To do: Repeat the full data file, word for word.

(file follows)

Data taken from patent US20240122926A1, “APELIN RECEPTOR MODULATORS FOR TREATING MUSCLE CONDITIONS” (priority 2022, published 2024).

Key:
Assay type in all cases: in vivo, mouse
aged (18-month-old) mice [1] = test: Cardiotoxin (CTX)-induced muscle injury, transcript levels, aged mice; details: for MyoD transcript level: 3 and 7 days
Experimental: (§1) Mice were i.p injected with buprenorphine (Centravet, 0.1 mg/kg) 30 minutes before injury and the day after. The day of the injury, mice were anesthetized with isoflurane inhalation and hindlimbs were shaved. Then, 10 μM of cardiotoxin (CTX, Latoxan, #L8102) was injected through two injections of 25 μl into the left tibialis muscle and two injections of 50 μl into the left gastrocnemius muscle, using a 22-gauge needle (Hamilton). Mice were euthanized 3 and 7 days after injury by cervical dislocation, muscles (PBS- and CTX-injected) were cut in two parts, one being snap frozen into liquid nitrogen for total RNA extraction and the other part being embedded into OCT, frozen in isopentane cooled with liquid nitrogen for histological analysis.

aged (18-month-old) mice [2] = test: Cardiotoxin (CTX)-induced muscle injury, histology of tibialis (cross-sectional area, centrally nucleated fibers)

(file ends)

Data taken from patent US20240122926A1, “APELIN RECEPTOR MODULATORS FOR TREATING MUSCLE CONDITIONS” (priority 2022, published 2024).

Key:
Assay type in all cases: in vivo, mouse
aged (18-month-old) mice [1] = test: Cardiotoxin (CTX)-induced muscle injury, transcript levels, aged mice; details: for MyoD transcript level: 3 and 7 days
Experimental: (§1) Mice were i.p injected with buprenorphine (Centravet, 0.1 mg/kg) 30 minutes before injury and the day after. The day of the injury, mice were anesthetized with isoflurane inhalation and hindlimbs were shaved. Then, 10 μM of cardiotoxin (CTX, Latoxan, #L8102) was injected through two injections of 25 μl into the left tibialis muscle and two injections of 50 μl into the left gastrocnemius muscle, using a 22-gauge needle (Hamilton). Mice were euthanized 3 and 7 days after injury by cervical dislocation, muscles (PBS- and CTX-injected) were cut in two parts, one being snap frozen into liquid nitrogen for total RNA extraction and the other part being embedded into OCT, frozen in isopentane cooled with liquid nitrogen for histological analysis.

aged (18-month-old) mice [2] = test: Cardiotoxin (CTX)-induced muscle injury, histology of tibialis (cross-sectional area, centrally nucleated fibers)